Episode 28 – “My Humanities Moment: Children’s experiences and voices in social research and literature” by Marta Eugenia Zavaleta Lemus

Runner-Up; Graduate & Professional: “Excellence in Podcasting” Competition

Sponsored by the Robert Penn Warren Center for the Humanities in collaboration with the Center for Teaching and the Office of Immersion Resources.

When it comes to weighty discussions, there’s one group of people whose perspectives are often overlooked: children. In this episode of VandyVox, Marta Eugenia Zavaleta Lemus goes to small places to grow to new heights, demonstrating the importance of children’s voices related to human mobilities. She was awarded runner-up in the graduate and professional students category for the Excellence in Podcasting competition.

Storytelling is one of the most effective tools Marta Eugenia utilized to convey the unique perspective children have on life events. Her vivid stories expose, through first-hand experience, the underbelly of life in El Salvador after the Salvadoran Civil War. Powerful and personal anecdotes like Marta Eugenia’s ascribe a tangible component to the value of children’s voices in the face of loss, fear, and hardship related to human mobilities. Ultimately, she relays that life events surrounding her childhood launched her into an academic career as a cultural anthropologist.

Relating to her childhood, Marta Eugenia also focuses on relevant literature that shaped her upbringing to relay the lasting impression that children’s voices can have in society. The first of two books she references is “The Diary of a Young Girl” by Anne Frank. As Marta Eugenia describes personally relating to Anne Frank’s narrative voice, the listener is unable to deny the importance of continually uplifting children’s first-person narratives. This message is accentuated in the second book she highlights, “My Friend the Painter” by Lygia Bojunga Nunes, which is written from a child’s point of view regarding art and suicide. Both pieces of literature deal feature heavy, solemn topics where children may be intentionally or unintentionally excluded from the conversations, despite their vital contributions.

Marta Eugenia displayed a skillful implementation of background and transitional music that complemented each topical tone. At the onset, she began with playful, attention-grabbing music as she revealed the subject centered around children’s voices. Then, while providing her personal and familial experiences in post-war El Salvador, the song slides into a brooding somberness. Pivoting into a discussion on the dark yet lofty book “My Friend the Painter,” the music modulates mimicking the complexity and breadth the book embodies. She even retells a portion of the story in both English and Spanish, touching back to her upbringing and bringing another layer of accessibility to the audio. Including supportive musical selections in this way enhances how the listener receives the audio content.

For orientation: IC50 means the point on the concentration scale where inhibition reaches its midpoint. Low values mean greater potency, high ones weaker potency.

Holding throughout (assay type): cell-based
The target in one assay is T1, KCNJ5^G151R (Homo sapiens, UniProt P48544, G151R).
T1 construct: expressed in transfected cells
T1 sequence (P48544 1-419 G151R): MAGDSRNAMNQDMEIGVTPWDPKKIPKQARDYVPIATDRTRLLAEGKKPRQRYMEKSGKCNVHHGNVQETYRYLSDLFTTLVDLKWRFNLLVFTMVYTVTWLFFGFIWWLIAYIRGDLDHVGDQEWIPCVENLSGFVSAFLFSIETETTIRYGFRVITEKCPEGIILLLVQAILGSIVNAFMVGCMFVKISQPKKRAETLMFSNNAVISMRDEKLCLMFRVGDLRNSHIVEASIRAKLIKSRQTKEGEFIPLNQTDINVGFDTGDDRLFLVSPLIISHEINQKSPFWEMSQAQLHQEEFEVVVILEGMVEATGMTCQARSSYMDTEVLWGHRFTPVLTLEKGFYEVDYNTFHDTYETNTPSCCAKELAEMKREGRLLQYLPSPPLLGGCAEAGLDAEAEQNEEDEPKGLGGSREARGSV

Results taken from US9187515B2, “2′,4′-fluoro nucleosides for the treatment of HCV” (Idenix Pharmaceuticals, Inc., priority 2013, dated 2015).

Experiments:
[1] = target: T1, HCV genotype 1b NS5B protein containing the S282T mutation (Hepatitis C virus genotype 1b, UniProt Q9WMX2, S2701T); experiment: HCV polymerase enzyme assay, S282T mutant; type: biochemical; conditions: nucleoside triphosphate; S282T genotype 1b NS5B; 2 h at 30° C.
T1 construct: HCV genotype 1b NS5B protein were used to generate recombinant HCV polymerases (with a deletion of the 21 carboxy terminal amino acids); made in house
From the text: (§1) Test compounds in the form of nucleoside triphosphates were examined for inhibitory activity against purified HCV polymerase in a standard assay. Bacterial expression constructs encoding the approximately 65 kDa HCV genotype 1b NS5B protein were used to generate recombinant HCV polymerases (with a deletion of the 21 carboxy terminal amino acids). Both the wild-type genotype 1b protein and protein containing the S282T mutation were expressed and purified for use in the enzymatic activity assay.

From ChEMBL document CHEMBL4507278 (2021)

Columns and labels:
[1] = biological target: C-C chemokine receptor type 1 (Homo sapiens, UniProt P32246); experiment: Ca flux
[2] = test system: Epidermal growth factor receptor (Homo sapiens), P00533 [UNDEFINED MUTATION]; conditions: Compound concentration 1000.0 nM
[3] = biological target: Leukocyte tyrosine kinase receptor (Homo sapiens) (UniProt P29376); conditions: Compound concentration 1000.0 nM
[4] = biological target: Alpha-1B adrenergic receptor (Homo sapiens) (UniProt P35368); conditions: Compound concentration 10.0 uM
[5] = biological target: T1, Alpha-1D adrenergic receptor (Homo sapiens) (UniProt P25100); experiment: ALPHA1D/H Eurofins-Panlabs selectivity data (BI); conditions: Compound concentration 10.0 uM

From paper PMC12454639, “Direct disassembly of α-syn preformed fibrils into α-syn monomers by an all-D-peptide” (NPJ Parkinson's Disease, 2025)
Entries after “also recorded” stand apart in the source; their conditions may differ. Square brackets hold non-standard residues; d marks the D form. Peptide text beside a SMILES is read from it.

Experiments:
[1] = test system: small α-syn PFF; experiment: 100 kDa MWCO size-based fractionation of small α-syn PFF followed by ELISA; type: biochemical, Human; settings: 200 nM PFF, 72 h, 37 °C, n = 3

Discover the stories that spoke to Marta Eugenia through the representation of children’s voices:

“My Friend the Painter” by Lygia Bojunga Nunes

  • https://www.goodreads.com/en/book/show/8727594-my-friend-the-painter

“The Diary of a Young Girl” by Anne Frank

  • https://www.goodreads.com/book/show/48855.The_Diary_of_a_Young_Girl?ac=1&from_search=true&qid=QvEdLQXtVi&rank=1

 

Produce a podcast with powerful storytelling like Marta Eugenia’s. This Forbes article outlines the key components to achieve effective podcast storytelling.

“The Power of Podcasting For Telling A Story” by Carrie Kerpen

  • https://www.forbes.com/sites/carriekerpen/2020/03/11/the-power-of-podcasting-for-telling-a-story/?sh=1654323c2fb4

 

Marta Eugenia’s music adds depth to her podcast. Add sounds and edit audio for free using Audacity, then publish for free on Anchor:

Audacity, a “free, open source, cross-platform audio software”

  • https://www.audacityteam.org/

Anchor, a “free, beginner-friendly platform for podcast creation,”

  • https://anchor.fm/

 

Written by Kaelyn Warne, Teaching Affiliate at the Vanderbilt Center for Teaching

Episode 27 – “Anchor Down, Burn Out” by Abhinav Krishnan

Runner-Up; Undergraduate: “Excellence in Podcasting” Competition

Sponsored by the Robert Penn Warren Center for the Humanities in collaboration with the Center for Teaching and the Office of Immersion Resources.

Burnout, a special type of stress related to work, is frequently discussed within academic environments. This physical or emotional exhaustion swelled on Vanderbilt’s campus in a whole new way during the 2020-2021 calendar year. In this episode of VandyVox, Abhinav Krishnan explores the impact COVID-19 policies had on undergraduate morale related to burnout. He was awarded runner-up in the undergraduate category for the Excellence in Podcasting competition.